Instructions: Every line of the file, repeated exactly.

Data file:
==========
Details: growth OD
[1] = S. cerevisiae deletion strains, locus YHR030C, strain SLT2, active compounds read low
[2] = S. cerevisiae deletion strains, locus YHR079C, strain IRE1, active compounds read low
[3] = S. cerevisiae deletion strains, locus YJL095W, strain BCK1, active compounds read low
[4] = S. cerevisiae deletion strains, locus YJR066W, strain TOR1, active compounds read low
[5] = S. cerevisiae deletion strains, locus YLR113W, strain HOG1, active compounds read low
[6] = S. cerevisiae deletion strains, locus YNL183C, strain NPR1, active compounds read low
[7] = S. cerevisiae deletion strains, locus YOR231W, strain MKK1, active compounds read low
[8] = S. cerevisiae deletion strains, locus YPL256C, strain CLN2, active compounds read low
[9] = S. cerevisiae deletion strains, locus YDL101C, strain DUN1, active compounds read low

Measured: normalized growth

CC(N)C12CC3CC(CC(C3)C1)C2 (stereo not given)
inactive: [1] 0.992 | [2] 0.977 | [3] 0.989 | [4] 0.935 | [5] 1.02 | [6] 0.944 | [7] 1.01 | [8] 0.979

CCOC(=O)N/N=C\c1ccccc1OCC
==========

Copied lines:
Details: growth OD
[1] = S. cerevisiae deletion strains, locus YHR030C, strain SLT2, active compounds read low
[2] = S. cerevisiae deletion strains, locus YHR079C, strain IRE1, active compounds read low
[3] = S. cerevisiae deletion strains, locus YJL095W, strain BCK1, active compounds read low
[4] = S. cerevisiae deletion strains, locus YJR066W, strain TOR1, active compounds read low
[5] = S. cerevisiae deletion strains, locus YLR113W, strain HOG1, active compounds read low
[6] = S. cerevisiae deletion strains, locus YNL183C, strain NPR1, active compounds read low
[7] = S. cerevisiae deletion strains, locus YOR231W, strain MKK1, active compounds read low
[8] = S. cerevisiae deletion strains, locus YPL256C, strain CLN2, active compounds read low
[9] = S. cerevisiae deletion strains, locus YDL101C, strain DUN1, active compounds read low

Measured: normalized growth

CC(N)C12CC3CC(CC(C3)C1)C2 (stereo not given)
inactive: [1] 0.992 | [2] 0.977 | [3] 0.989 | [4] 0.935 | [5] 1.02 | [6] 0.944 | [7] 1.01 | [8] 0.979

CCOC(=O)N/N=C\c1ccccc1OCC